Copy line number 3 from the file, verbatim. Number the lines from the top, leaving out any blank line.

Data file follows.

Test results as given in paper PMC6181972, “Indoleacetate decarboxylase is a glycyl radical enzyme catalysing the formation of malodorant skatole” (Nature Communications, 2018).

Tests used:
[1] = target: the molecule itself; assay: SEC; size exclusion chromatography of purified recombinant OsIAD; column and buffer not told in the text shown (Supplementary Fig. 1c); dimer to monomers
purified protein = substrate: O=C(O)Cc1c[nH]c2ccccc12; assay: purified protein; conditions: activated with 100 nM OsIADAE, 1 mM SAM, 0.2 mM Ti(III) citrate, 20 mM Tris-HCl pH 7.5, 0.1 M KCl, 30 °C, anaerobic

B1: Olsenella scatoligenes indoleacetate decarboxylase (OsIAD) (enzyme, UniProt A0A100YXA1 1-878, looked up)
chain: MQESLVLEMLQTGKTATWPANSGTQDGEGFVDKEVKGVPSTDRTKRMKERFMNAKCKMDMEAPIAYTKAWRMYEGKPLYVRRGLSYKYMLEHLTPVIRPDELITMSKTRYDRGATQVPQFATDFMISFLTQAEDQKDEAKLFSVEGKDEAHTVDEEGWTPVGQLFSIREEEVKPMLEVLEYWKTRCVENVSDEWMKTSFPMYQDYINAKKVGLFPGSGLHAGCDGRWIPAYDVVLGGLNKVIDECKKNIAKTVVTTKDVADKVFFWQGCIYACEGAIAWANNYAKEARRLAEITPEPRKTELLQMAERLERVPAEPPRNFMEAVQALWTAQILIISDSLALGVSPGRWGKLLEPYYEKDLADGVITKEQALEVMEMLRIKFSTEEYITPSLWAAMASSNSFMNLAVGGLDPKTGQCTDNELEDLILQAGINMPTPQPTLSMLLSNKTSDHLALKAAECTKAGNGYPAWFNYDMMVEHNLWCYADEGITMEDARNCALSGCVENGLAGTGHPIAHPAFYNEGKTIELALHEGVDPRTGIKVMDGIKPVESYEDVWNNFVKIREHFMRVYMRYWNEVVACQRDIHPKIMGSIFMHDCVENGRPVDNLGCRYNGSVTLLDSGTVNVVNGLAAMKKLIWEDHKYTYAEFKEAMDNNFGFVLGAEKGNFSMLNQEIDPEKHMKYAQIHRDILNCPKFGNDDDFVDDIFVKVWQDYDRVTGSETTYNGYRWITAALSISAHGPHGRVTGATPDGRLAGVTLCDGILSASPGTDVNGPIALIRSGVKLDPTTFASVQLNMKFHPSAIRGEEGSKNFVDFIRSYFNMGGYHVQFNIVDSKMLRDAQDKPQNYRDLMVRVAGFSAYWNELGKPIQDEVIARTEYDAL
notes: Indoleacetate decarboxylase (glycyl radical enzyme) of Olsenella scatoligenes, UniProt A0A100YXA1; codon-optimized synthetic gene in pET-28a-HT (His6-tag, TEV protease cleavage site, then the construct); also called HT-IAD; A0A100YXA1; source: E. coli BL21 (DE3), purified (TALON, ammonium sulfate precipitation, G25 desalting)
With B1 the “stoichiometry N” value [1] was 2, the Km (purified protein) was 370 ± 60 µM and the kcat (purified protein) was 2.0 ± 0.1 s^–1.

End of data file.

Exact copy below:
[1] = target: the molecule itself; assay: SEC; size exclusion chromatography of purified recombinant OsIAD; column and buffer not told in the text shown (Supplementary Fig. 1c); dimer to monomers